The article first appeared at Parents.com
Anyone who has ever tried to co-parent with someone after a breakup or divorce knows that it's… kind of the worst thing ever.
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For me, it's a mixed bag. Tyler and I have good phases and bad phases. Lately it's been pretty good. I think that as time passes post-divorce, it gets easier to keep that necessary distance while still staying civil. Both of us being in new (healthier) relationships helps a lot, too.
There are a lot of challenges, though. To me, the most frustrating one is trying to develop a coparenting relationship that has a different dynamic than our marriage did. Relationships have momentum, you know what I mean? Once the interaction between two people is established, the pattern is pretty well set, and it's hard to change.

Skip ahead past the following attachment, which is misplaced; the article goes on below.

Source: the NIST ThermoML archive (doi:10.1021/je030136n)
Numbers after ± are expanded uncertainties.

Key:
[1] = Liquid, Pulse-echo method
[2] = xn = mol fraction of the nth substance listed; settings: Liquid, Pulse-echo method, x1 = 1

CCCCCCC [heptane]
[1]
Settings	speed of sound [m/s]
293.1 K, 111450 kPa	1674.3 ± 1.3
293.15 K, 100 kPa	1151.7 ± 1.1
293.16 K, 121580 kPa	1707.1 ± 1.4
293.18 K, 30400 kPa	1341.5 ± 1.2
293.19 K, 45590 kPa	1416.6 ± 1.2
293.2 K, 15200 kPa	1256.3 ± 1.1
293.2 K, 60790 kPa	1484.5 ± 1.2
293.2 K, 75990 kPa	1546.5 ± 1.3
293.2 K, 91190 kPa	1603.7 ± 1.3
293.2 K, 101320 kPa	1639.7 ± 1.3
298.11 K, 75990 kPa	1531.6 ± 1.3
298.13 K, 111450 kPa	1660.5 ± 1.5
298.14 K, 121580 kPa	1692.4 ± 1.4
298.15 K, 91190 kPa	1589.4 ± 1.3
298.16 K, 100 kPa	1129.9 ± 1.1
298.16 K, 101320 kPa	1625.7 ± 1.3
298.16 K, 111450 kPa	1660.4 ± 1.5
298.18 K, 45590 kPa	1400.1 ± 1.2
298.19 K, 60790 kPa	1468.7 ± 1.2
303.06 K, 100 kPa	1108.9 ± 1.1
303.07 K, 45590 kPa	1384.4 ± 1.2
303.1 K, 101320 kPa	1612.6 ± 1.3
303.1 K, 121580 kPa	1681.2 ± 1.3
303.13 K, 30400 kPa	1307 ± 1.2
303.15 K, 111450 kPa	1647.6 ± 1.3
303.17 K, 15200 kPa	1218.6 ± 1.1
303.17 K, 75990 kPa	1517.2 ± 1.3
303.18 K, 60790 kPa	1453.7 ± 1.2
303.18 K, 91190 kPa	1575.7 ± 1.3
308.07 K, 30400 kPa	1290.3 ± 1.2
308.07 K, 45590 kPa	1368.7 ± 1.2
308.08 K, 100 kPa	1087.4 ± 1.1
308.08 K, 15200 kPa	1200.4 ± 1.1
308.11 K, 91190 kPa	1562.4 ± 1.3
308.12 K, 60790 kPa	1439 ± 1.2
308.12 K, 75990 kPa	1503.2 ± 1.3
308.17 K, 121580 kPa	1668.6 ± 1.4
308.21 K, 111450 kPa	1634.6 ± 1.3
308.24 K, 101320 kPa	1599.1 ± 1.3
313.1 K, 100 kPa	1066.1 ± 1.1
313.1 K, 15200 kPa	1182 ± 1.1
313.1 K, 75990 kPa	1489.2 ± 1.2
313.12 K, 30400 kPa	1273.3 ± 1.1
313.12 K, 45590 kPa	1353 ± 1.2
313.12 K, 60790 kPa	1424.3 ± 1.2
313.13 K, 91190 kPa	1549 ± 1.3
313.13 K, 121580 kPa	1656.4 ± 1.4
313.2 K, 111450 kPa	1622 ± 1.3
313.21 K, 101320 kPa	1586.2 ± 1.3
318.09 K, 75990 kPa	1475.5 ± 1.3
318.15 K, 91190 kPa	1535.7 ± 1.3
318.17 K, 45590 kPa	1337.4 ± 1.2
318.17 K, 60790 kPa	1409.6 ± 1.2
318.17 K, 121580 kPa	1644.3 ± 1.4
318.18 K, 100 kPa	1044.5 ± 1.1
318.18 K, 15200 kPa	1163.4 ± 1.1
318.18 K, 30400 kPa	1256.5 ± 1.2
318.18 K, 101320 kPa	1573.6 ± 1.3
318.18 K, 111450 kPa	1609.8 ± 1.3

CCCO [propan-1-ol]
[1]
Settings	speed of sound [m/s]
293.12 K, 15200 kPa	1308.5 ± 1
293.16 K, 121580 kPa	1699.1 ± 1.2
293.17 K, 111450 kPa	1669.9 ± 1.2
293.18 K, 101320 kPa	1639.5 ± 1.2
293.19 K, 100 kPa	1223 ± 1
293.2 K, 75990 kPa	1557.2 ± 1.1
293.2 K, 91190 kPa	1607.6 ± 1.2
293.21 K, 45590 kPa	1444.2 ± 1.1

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Tyler and I were together for seven years. We developed a way of interacting over those years that I clearly did not care for, since I filed for divorce. From my point of view, it was basically him telling me that he was going to be gone for long periods of time and that I would need to rearrange my career to accommodate caring for Caroline, so that he could build up a reputation in his field and finish his PhD. In the beginning, before we had Caroline, to be honest… I liked it. I liked to mother him and take care of him and cook him dinner and keep his house, and I was proud of all the things he had accomplished so young. (He treated me more like a subordinate than a partner, but as you can see, I am also at fault for encouraging it.) I liked that he depended on me, even if I didn't always enjoy being alone while he worked. But eventually I became resentful of everything he asked of me, and the very little that he gave in return… both to me, and to our child. And I didn't want to back-burner my career anymore, because it was important to me. Read on...
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